One possible alternative to a financially stricken day school is to admit non-Jews — “to destroy the school in order to save it.”
A second possibility is to close the school.
The late Rabbi Nathan Bulman did this when he left the rabbinate in a small town in Virginia in the early 1960s because he saw that without his leadership the school would drift away from Jewish values and practices. Excruciatingly painful as it must have been, he placed his values above his own efforts and above institutional loyalty. It was a courageous move, prioritizing integrity above all. Perhaps because of that statement, there is now a flourishing day school in this community today, and the school is not contemplating the admission of gentiles to remain financially viable.
The third possibility is to balance the pragmatics.
Take the New Orleans school, whose director of admissions is the one who asks, “Is the Jewish day school a viable long-term school?” Here is a school that opened its enrollment to non-Jewish kids, and then saw its Jewish population drop to 15 out of 50; and then saw its total enrollment drop to 29; and, along the way, lost its communal rabbi — the very person who had rebuilt the community after Katrina. What the hurricane could not do — that is, drive the rabbi out of town — the compromised Jewish school did do.
He wasn’t about to enroll his children in a Jewish day school that was, putting the matter bluntly, not a Jewish day school. What was seen as a pragmatic move turned out to be the exact opposite.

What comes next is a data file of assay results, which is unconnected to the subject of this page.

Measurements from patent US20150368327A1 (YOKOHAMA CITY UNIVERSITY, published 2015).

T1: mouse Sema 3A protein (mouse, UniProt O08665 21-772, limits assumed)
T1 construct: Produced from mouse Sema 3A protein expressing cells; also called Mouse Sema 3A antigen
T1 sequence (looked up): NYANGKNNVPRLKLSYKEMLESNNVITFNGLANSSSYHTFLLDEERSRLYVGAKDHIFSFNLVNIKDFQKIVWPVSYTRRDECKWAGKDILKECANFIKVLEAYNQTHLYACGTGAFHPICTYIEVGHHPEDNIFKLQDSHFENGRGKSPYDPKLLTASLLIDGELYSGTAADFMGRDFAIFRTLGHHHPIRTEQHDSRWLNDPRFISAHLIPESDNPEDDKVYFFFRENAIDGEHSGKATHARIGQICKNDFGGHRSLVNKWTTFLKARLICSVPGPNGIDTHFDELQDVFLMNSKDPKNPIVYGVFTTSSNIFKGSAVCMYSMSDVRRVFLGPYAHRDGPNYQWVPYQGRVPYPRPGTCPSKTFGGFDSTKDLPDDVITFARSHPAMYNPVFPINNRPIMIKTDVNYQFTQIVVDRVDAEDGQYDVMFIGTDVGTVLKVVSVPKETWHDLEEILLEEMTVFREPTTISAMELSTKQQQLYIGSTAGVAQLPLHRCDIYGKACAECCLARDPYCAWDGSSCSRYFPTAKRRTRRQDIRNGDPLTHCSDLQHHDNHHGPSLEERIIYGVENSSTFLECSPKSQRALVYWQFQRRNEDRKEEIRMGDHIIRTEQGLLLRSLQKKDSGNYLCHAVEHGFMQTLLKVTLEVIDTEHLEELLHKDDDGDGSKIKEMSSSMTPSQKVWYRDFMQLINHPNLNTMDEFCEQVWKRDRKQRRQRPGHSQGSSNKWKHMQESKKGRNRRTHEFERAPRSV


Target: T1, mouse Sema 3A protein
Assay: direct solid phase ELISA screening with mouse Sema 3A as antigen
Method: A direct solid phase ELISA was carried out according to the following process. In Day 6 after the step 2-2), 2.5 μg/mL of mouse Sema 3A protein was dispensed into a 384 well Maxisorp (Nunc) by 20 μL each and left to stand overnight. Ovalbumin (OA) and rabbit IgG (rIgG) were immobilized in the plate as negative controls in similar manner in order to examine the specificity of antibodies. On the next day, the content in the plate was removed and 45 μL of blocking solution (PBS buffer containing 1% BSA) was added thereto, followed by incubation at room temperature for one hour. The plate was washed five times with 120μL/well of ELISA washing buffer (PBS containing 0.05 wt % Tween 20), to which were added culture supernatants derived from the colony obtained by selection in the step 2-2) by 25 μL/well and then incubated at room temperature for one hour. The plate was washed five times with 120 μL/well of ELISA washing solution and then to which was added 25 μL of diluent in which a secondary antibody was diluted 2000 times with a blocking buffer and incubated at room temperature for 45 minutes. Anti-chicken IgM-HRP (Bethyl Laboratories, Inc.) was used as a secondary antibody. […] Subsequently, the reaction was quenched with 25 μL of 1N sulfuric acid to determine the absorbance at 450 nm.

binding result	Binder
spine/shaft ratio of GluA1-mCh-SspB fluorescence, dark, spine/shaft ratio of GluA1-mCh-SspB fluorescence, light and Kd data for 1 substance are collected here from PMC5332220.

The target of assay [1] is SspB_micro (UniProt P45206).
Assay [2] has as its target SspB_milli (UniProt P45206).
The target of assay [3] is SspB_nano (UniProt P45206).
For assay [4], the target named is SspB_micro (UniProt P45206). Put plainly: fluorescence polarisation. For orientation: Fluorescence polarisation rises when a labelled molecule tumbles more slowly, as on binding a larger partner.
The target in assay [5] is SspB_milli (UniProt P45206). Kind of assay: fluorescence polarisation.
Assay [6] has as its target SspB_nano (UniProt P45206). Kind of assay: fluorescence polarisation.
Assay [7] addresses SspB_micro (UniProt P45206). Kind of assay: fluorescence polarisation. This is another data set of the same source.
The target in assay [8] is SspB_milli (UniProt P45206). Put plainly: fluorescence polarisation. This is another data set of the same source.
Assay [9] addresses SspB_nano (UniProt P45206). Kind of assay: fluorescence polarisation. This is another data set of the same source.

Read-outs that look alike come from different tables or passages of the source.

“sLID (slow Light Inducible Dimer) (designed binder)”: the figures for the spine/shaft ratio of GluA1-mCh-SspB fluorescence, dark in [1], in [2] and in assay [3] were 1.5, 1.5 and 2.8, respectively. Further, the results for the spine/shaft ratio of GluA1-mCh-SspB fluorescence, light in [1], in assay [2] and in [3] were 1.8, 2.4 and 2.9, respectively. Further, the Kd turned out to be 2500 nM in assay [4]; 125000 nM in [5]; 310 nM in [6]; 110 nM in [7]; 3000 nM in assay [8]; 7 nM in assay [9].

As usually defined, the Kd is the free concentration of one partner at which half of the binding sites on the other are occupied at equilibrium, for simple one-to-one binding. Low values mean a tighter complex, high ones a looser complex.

Bottom line: What is often seen as “pragmatic” — an extra $200,000, for example — is but short-term glitter that, at the very best, will keep the doors open, but will not sustain the Jewishness of the students and, as is clear in New Orleans, will not likely keep the doors open for too long, either.
Fallaciously, the following words of the head of Ravsak is what passes for the pragmatic approach: “At what point does a notable presence of gentile children dissuade Jewish families from sending their kids there?”
The fallacy here is that if enough Jewish parents can be persuaded to send their children to a day school in order to guarantee a preponderance of Jewish students, then the integrity, the mission and the very worth of the school have been preserved. Not so.
In actuality, the genuinely “hard decisions” that a board has to make are not how many gentile families to accept, or how many Jewish families to dissuade. The real decisions are whether to keep a Jewish school open or whether to close it; or, whether to take into account the long-term attraction of a Jewish community lacking an exclusively Jewish day school.
Can gentiles save Jewish day schools? Not in the long term, and, in most cases, not in the short term, either.
The real answers to the question, “Is the Jewish day school a viable long term school,” are twofold: no, not in every community; and, in most communities, yes, if it is a Jewish school.
Copyright © 2013 by the Intermountain Jewish News